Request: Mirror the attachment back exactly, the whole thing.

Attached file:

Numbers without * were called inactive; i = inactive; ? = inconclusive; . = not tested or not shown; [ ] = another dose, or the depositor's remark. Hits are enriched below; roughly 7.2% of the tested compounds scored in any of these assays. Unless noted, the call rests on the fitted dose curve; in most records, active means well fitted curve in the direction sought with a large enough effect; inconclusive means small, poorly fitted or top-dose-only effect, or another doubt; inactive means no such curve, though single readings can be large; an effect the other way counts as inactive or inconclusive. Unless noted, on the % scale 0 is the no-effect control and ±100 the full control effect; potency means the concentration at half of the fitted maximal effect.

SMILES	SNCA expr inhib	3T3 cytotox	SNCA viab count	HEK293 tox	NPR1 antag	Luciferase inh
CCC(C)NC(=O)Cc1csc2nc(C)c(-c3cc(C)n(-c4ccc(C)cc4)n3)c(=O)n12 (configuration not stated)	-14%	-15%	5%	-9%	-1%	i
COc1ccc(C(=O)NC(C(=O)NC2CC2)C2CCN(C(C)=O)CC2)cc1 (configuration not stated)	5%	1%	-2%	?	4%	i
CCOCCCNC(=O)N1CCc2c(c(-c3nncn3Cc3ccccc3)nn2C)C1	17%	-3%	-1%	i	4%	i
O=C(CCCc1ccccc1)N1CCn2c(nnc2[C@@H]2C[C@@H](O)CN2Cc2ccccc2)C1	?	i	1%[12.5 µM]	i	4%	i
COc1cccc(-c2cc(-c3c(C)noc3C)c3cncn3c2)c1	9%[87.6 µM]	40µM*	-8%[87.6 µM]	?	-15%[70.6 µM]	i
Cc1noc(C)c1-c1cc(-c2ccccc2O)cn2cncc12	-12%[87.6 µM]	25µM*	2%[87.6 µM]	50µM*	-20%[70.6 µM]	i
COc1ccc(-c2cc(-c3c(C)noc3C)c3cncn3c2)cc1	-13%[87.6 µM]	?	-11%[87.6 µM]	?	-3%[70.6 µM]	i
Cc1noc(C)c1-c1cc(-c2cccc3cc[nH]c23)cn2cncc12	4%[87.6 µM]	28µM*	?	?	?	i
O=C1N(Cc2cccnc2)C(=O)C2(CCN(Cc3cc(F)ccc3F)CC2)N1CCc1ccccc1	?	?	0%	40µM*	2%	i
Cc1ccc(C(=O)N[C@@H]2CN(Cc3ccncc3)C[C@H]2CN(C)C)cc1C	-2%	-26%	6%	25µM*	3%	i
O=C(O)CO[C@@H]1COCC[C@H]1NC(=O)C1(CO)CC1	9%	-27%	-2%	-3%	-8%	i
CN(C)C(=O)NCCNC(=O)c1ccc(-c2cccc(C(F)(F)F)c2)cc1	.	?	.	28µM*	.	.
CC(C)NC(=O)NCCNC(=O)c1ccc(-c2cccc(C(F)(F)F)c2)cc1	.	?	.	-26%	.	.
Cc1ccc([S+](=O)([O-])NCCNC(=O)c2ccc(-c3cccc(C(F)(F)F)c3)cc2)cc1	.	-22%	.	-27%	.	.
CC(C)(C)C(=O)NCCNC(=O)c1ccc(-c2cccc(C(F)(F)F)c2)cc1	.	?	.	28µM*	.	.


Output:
Numbers without * were called inactive; i = inactive; ? = inconclusive; . = not tested or not shown; [ ] = another dose, or the depositor's remark. Hits are enriched below; roughly 7.2% of the tested compounds scored in any of these assays. Unless noted, the call rests on the fitted dose curve; in most records, active means well fitted curve in the direction sought with a large enough effect; inconclusive means small, poorly fitted or top-dose-only effect, or another doubt; inactive means no such curve, though single readings can be large; an effect the other way counts as inactive or inconclusive. Unless noted, on the % scale 0 is the no-effect control and ±100 the full control effect; potency means the concentration at half of the fitted maximal effect.

SMILES	SNCA expr inhib	3T3 cytotox	SNCA viab count	HEK293 tox	NPR1 antag	Luciferase inh
CCC(C)NC(=O)Cc1csc2nc(C)c(-c3cc(C)n(-c4ccc(C)cc4)n3)c(=O)n12 (configuration not stated)	-14%	-15%	5%	-9%	-1%	i
COc1ccc(C(=O)NC(C(=O)NC2CC2)C2CCN(C(C)=O)CC2)cc1 (configuration not stated)	5%	1%	-2%	?	4%	i
CCOCCCNC(=O)N1CCc2c(c(-c3nncn3Cc3ccccc3)nn2C)C1	17%	-3%	-1%	i	4%	i
O=C(CCCc1ccccc1)N1CCn2c(nnc2[C@@H]2C[C@@H](O)CN2Cc2ccccc2)C1	?	i	1%[12.5 µM]	i	4%	i
COc1cccc(-c2cc(-c3c(C)noc3C)c3cncn3c2)c1	9%[87.6 µM]	40µM*	-8%[87.6 µM]	?	-15%[70.6 µM]	i
Cc1noc(C)c1-c1cc(-c2ccccc2O)cn2cncc12	-12%[87.6 µM]	25µM*	2%[87.6 µM]	50µM*	-20%[70.6 µM]	i
COc1ccc(-c2cc(-c3c(C)noc3C)c3cncn3c2)cc1	-13%[87.6 µM]	?	-11%[87.6 µM]	?	-3%[70.6 µM]	i
Cc1noc(C)c1-c1cc(-c2cccc3cc[nH]c23)cn2cncc12	4%[87.6 µM]	28µM*	?	?	?	i
O=C1N(Cc2cccnc2)C(=O)C2(CCN(Cc3cc(F)ccc3F)CC2)N1CCc1ccccc1	?	?	0%	40µM*	2%	i
Cc1ccc(C(=O)N[C@@H]2CN(Cc3ccncc3)C[C@H]2CN(C)C)cc1C	-2%	-26%	6%	25µM*	3%	i
O=C(O)CO[C@@H]1COCC[C@H]1NC(=O)C1(CO)CC1	9%	-27%	-2%	-3%	-8%	i
CN(C)C(=O)NCCNC(=O)c1ccc(-c2cccc(C(F)(F)F)c2)cc1	.	?	.	28µM*	.	.
CC(C)NC(=O)NCCNC(=O)c1ccc(-c2cccc(C(F)(F)F)c2)cc1	.	?	.	-26%	.	.
Cc1ccc([S+](=O)([O-])NCCNC(=O)c2ccc(-c3cccc(C(F)(F)F)c3)cc2)cc1	.	-22%	.	-27%	.	.
CC(C)(C)C(=O)NCCNC(=O)c1ccc(-c2cccc(C(F)(F)F)c2)cc1	.	?	.	28µM*	.	.